Cherokee Ledger-Information, The (GA)
A Canton man has been indicted in a $40 million monetary fraud scheme, U.S. Legal professional Byung J. “BJay” Pak mentioned final Wednesday.
In line with an announcement from Pak:
James Torchia, 61, of Canton is accused within the indictment of operating a fraud scheme that brought about buyers to spend greater than $40 million on his firm’s promissory notes. He was arraigned in U.S. District Courtroom on Wednesday morning.
“Torchia is alleged to have stolen buyers’ hard-earned cash by mendacity to them concerning the safety of their investments and the way he would use their cash,” Pak mentioned. “It will be important that buyers completely examine who they’re investing with earlier than committing any of their hard-earned financial savings.”
“The hurt that may be brought on by greed and the false promise of secure investments will be devastating,” mentioned Particular Agent in Cost Chris Hacker of the FBI Atlanta subject workplace. “By disrupting this alleged scheme, the FBI has demonstrated our dedication to aggressively pursue these engaged in acts of economic fraud.”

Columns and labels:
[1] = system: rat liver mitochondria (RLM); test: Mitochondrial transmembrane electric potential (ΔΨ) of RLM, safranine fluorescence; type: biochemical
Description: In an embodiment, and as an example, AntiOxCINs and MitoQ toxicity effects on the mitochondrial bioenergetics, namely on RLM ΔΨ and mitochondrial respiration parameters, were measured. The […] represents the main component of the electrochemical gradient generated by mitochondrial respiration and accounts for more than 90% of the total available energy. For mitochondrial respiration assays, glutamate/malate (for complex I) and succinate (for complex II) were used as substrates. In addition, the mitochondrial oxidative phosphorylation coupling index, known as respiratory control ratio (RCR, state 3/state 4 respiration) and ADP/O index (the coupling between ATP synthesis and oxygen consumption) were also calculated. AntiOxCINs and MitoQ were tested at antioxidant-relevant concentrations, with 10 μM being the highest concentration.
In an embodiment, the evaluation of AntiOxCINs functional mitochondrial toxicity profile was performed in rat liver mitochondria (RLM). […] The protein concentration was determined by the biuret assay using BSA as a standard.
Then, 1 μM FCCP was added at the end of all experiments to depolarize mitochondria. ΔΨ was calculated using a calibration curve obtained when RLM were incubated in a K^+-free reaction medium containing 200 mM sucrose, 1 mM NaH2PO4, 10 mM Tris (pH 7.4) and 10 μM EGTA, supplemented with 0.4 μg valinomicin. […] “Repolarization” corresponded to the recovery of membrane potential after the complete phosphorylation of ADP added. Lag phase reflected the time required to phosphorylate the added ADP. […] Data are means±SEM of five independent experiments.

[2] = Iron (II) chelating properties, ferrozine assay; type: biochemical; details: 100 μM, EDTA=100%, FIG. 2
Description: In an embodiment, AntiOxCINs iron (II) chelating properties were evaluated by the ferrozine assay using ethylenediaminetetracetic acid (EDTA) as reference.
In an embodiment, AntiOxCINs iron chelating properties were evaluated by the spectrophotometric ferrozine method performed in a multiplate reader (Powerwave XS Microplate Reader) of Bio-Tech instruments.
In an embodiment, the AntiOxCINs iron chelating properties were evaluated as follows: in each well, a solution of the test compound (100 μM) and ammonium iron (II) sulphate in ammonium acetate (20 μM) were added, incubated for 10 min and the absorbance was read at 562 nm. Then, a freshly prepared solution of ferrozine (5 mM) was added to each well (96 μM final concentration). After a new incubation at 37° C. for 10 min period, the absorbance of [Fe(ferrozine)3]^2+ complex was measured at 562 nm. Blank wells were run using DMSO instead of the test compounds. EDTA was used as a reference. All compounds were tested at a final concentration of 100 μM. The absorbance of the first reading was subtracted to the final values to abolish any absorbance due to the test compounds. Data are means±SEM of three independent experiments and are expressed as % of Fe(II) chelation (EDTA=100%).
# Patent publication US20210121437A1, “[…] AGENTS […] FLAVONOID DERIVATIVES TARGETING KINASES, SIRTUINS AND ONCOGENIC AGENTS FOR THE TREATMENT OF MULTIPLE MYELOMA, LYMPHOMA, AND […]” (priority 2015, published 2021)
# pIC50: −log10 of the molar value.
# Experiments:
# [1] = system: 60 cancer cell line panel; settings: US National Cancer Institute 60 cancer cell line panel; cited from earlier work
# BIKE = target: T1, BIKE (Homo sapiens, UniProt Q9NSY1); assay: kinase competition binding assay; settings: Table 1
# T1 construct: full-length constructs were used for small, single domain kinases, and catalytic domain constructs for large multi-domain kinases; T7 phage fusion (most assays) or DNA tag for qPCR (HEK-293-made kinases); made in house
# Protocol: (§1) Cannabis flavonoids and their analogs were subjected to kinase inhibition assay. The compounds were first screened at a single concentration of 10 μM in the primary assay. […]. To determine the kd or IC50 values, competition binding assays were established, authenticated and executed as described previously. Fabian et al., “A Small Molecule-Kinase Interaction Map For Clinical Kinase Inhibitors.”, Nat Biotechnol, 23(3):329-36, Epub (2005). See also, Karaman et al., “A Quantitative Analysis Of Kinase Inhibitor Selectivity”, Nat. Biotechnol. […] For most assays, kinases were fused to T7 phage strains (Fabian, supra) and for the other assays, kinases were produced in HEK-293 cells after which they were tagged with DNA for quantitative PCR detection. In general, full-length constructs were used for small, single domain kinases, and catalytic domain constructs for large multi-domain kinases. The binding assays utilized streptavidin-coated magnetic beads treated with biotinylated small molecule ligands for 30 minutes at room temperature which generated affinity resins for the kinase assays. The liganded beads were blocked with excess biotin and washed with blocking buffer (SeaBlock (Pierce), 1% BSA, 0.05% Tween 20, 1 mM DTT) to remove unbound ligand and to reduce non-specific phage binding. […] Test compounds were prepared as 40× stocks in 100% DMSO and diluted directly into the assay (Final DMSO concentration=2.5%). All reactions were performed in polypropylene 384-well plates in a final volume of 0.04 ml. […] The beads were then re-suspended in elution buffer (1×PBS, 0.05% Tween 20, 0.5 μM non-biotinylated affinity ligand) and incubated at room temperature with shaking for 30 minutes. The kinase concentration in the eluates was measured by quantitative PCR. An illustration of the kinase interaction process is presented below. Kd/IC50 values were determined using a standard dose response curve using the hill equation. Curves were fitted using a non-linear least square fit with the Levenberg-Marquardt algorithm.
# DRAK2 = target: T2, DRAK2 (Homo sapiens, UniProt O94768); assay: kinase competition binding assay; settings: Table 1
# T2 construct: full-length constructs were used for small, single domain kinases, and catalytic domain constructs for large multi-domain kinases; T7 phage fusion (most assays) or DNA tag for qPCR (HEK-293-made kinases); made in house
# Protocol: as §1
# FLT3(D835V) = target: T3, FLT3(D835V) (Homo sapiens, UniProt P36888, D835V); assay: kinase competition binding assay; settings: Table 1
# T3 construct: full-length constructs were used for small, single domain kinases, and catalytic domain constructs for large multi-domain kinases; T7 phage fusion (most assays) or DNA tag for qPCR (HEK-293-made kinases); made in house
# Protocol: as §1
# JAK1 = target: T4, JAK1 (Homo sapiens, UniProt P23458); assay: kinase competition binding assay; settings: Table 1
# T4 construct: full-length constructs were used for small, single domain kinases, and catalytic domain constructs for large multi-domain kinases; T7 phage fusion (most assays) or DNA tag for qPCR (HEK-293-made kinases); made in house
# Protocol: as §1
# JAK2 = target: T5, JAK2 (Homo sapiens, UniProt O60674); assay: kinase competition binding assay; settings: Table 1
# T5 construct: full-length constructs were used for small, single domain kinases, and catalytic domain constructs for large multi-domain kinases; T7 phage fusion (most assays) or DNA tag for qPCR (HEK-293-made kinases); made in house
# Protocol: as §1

Pak introduced on the arraignment that:
Torchia was the CEO of an organization named Credit score Nation, which bought life insurance coverage insurance policies and subprime auto loans and “provided buyers the chance to buy promissory notes for these insurance policies and loans.”
Torchia solicited investments in Credit score Nation that provided a 9-percent return and had been reportedly “backed by onerous asset greenback for greenback.” Pak mentioned Torchia knew the notes weren’t backed by onerous belongings, and that Credit score Nation had been shedding cash. “Torchia additionally allegedly lied to buyers about how their funds can be used and diverted buyers’ funds for undisclosed functions,” Pak mentioned.
The indictment additionally alleges Torchia continued to push investments in Credit score Nation, even after his accountant reported to him that the corporate didn’t manage to pay for to cowl present promissory notes.
The Securities and Change Fee filed a federal civil grievance in 2015 alleging Credit score Nation buyers had been defrauded out of tens of millions of dollars.
Assistant U.S. Attorneys Thomas J. Krepp and Leanne M. Marek are prosecuting the case.